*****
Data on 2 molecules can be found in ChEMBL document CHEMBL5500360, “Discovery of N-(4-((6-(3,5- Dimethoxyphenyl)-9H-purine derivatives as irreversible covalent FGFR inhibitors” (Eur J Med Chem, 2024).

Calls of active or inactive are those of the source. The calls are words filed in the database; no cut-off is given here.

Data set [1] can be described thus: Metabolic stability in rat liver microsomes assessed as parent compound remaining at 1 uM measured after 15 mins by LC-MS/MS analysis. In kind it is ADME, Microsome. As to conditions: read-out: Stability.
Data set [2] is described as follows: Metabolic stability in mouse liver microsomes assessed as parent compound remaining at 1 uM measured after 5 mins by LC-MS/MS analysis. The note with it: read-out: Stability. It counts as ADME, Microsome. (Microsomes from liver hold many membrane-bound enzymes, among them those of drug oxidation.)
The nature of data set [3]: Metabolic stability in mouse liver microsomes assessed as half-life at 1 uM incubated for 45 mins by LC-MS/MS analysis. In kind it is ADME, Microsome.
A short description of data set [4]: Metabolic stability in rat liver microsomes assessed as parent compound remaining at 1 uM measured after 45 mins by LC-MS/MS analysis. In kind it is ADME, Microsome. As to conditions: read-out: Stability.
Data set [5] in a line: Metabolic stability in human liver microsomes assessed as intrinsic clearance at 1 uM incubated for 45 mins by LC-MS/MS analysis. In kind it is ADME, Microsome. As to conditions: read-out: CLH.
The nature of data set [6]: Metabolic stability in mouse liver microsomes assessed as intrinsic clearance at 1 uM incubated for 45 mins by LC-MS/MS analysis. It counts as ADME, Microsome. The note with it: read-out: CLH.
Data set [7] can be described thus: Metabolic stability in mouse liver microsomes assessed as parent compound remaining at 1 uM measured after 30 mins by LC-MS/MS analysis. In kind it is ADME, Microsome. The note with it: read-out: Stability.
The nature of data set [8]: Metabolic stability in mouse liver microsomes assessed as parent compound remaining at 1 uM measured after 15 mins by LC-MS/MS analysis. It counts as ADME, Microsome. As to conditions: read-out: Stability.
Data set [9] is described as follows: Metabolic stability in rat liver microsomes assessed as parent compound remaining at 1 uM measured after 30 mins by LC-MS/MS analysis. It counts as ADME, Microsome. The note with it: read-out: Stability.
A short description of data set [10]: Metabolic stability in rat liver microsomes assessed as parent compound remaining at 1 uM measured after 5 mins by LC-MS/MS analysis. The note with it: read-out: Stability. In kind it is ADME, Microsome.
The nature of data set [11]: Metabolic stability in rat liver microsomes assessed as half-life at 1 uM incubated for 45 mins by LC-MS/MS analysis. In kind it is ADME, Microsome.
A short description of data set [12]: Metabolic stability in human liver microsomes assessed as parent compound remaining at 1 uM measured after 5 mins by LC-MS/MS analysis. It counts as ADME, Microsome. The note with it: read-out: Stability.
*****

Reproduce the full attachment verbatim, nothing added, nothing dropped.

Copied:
Data on 2 molecules can be found in ChEMBL document CHEMBL5500360, “Discovery of N-(4-((6-(3,5- Dimethoxyphenyl)-9H-purine derivatives as irreversible covalent FGFR inhibitors” (Eur J Med Chem, 2024).

Calls of active or inactive are those of the source. The calls are words filed in the database; no cut-off is given here.

Data set [1] can be described thus: Metabolic stability in rat liver microsomes assessed as parent compound remaining at 1 uM measured after 15 mins by LC-MS/MS analysis. In kind it is ADME, Microsome. As to conditions: read-out: Stability.
Data set [2] is described as follows: Metabolic stability in mouse liver microsomes assessed as parent compound remaining at 1 uM measured after 5 mins by LC-MS/MS analysis. The note with it: read-out: Stability. It counts as ADME, Microsome. (Microsomes from liver hold many membrane-bound enzymes, among them those of drug oxidation.)
The nature of data set [3]: Metabolic stability in mouse liver microsomes assessed as half-life at 1 uM incubated for 45 mins by LC-MS/MS analysis. In kind it is ADME, Microsome.
A short description of data set [4]: Metabolic stability in rat liver microsomes assessed as parent compound remaining at 1 uM measured after 45 mins by LC-MS/MS analysis. In kind it is ADME, Microsome. As to conditions: read-out: Stability.
Data set [5] in a line: Metabolic stability in human liver microsomes assessed as intrinsic clearance at 1 uM incubated for 45 mins by LC-MS/MS analysis. In kind it is ADME, Microsome. As to conditions: read-out: CLH.
The nature of data set [6]: Metabolic stability in mouse liver microsomes assessed as intrinsic clearance at 1 uM incubated for 45 mins by LC-MS/MS analysis. It counts as ADME, Microsome. The note with it: read-out: CLH.
Data set [7] can be described thus: Metabolic stability in mouse liver microsomes assessed as parent compound remaining at 1 uM measured after 30 mins by LC-MS/MS analysis. In kind it is ADME, Microsome. The note with it: read-out: Stability.
The nature of data set [8]: Metabolic stability in mouse liver microsomes assessed as parent compound remaining at 1 uM measured after 15 mins by LC-MS/MS analysis. It counts as ADME, Microsome. As to conditions: read-out: Stability.
Data set [9] is described as follows: Metabolic stability in rat liver microsomes assessed as parent compound remaining at 1 uM measured after 30 mins by LC-MS/MS analysis. It counts as ADME, Microsome. The note with it: read-out: Stability.
A short description of data set [10]: Metabolic stability in rat liver microsomes assessed as parent compound remaining at 1 uM measured after 5 mins by LC-MS/MS analysis. The note with it: read-out: Stability. In kind it is ADME, Microsome.
The nature of data set [11]: Metabolic stability in rat liver microsomes assessed as half-life at 1 uM incubated for 45 mins by LC-MS/MS analysis. In kind it is ADME, Microsome.
A short description of data set [12]: Metabolic stability in human liver microsomes assessed as parent compound remaining at 1 uM measured after 5 mins by LC-MS/MS analysis. It counts as ADME, Microsome. The note with it: read-out: Stability.